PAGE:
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In Fair Verona, Where We Lay Our Scene/Laundry

We woke up Monday morning with plenty of clothes that needed washing, a sketchy washer, and last night's laundry still wet and taking up most of the real estate on the clothes hanger in the apartment. We needed a laundromat, but our Google searches weren't turning up much. Our landlady pointed us to one, but it was something of a long walk and the washers themselves were frustrating because they didn't always want to accept the 2-Euro coins they said they accepted. We got everything washed and dried, though, which is better than where we'd have been if we had relied on the apartment machine.

We spent much of our afternoon walking through Verona. It did rain, but just for a few minutes. We looked around the market at Piazza delle Erbe,


visited the courtyard at "Juliet's House" (my quotation marks, because even if Capulets lived there, it's not known whether there was a real-life Juliet behind the legends),


and checked out the Arena.


My daughter got tired fast, but we stopped to rest at benches whenever we saw them. The seats at the Arena and a gelato stop helped out, too.

We went to bed to the sound of singing in the streets. Apparently Verona's soccer team did well enough to move up a division, so people were celebrating.

Our original plan had been to make a day trip to Venice while we were in Verona. We had decided to wait to buy the train tickets because we were unsure about whether our daughter would be up for a day-long trip to a place with lots of walking and perhaps few places to sit and rest. We finally decided against Venice because the walking in Verona had been difficult for her, and the difficulty would only be amplified in a new city where it is notoriously easy to get lost and where there would not be a hotel where we could take breaks. I'm a little sad to miss Venice, but I think it was the right choice, because we very easily could have been miserable there.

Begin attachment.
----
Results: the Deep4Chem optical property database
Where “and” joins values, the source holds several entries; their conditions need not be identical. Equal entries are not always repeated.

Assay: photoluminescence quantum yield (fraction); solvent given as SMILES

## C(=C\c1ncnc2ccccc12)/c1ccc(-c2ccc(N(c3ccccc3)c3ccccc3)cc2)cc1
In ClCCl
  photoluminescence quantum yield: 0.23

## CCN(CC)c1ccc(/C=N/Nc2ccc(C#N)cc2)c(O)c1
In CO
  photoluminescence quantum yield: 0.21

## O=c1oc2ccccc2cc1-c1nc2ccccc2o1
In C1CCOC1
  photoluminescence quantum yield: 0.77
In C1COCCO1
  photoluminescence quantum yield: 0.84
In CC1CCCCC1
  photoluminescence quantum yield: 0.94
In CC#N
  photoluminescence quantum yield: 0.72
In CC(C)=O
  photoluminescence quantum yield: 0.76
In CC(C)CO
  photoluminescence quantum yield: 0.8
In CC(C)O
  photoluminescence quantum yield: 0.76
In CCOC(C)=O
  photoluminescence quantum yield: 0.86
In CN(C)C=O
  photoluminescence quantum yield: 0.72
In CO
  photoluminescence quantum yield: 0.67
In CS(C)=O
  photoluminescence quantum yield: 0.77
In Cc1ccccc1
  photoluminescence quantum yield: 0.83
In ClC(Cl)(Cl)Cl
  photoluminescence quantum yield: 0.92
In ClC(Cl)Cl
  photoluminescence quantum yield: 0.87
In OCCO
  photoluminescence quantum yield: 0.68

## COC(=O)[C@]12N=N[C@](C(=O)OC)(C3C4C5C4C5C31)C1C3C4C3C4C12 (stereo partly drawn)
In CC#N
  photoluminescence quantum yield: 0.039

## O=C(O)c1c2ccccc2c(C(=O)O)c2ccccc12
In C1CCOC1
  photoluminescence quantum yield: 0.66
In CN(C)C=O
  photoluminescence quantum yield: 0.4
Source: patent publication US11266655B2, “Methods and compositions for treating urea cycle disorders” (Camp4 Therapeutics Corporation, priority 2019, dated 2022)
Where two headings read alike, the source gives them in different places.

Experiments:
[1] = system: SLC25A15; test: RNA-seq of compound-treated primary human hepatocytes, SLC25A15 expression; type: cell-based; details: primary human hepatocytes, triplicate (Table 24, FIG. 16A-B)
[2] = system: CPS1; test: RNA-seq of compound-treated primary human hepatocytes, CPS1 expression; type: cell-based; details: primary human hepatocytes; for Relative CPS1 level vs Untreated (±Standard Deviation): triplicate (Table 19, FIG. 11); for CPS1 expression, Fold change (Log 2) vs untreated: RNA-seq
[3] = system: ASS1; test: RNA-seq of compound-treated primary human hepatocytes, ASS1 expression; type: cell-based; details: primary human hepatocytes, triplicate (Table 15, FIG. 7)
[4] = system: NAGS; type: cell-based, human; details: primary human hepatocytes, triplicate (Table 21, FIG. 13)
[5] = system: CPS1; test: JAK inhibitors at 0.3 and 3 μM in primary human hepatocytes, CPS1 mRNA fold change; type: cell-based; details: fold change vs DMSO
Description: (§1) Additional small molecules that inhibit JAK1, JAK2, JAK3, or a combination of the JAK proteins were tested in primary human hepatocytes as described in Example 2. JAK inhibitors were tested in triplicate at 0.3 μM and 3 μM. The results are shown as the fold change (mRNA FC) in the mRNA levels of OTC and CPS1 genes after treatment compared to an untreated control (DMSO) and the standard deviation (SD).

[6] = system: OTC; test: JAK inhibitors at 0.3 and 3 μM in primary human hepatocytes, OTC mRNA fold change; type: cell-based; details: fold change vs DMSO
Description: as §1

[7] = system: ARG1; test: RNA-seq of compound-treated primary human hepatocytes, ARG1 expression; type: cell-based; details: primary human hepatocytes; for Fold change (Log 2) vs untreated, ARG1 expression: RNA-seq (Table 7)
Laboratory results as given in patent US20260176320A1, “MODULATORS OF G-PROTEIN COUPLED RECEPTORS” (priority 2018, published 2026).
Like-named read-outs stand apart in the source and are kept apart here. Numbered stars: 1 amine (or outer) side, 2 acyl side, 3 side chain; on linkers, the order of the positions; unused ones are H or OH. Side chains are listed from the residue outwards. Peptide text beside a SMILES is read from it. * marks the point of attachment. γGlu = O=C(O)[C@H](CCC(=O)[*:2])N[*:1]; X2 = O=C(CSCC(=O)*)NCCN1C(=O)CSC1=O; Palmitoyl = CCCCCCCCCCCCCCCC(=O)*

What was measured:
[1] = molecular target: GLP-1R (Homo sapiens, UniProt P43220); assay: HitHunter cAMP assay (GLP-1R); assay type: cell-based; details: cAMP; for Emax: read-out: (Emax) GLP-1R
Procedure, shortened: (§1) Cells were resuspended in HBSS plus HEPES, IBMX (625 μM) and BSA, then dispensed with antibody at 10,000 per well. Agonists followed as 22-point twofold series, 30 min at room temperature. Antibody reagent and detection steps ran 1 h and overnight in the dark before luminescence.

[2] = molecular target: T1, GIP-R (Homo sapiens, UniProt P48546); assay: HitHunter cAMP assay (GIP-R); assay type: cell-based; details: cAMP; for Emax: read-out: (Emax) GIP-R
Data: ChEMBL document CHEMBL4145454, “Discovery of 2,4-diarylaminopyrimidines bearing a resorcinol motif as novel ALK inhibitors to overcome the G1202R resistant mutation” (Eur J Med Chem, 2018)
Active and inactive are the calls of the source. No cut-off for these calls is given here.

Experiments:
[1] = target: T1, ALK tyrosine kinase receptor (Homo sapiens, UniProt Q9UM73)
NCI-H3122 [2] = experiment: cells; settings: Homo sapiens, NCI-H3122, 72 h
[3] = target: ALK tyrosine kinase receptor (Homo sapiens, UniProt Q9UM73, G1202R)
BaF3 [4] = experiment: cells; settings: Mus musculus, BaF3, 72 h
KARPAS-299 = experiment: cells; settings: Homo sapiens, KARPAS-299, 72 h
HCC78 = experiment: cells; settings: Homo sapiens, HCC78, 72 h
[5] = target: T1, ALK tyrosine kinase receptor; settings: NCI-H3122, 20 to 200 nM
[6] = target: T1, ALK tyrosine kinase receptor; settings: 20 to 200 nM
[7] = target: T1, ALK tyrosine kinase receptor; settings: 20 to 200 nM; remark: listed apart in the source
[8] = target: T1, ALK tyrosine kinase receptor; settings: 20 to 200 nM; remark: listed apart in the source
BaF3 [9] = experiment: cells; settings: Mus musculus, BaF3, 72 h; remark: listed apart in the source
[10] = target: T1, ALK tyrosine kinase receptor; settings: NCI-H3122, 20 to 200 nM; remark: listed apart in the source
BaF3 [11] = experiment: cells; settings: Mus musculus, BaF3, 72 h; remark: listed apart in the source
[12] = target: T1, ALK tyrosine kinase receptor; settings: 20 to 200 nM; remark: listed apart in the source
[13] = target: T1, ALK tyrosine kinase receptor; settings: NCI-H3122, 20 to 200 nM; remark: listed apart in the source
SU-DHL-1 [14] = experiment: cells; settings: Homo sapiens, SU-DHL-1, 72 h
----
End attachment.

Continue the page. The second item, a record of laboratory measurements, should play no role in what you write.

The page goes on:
We spent our last full day in the city of Verona. We were interested in seeing views of the city from the Castell de San Pietro, but it was a long walk to the bottom of the bluff where it was located. We then learned that no buses go up to the top; we would have to climb a long series of steps. I was skeptical that we could do it, because my daughter had already asked for a couple of breaks on the walk over. We agreed to try, though, and my husband successfully turned it into a game: "let's see how many steps we can climb." We made it to the top and picnicked to some nice views.


After making our way up and down those stairs, we felt like we had earned dessert, so we stopped for some gelato. Then we made out way to the Piazza Bra and took a ride on the City Train, an open-air bus (something like an oversized golf cart) made to look like a train.


We had seen it around town, and our daughter is a big fan of trains, so we decided to give it a try. It was a very bumpy ride through the cobblestone streets! There was taped commentary in 4 languages including English, but I didn't learn a whole lot. It might work best for people who haven't already oriented themselves to the city... or for families with young kids. Our daughter loved it, bumps and all!

Tomorrow we leave Verona for San Gimignano. Send us some dry vibes--for the weather and the laundry from 2 days ago that is still hanging in the apartment!

Posted by amikulski 14:19 Archived in Italy Tagged children italy

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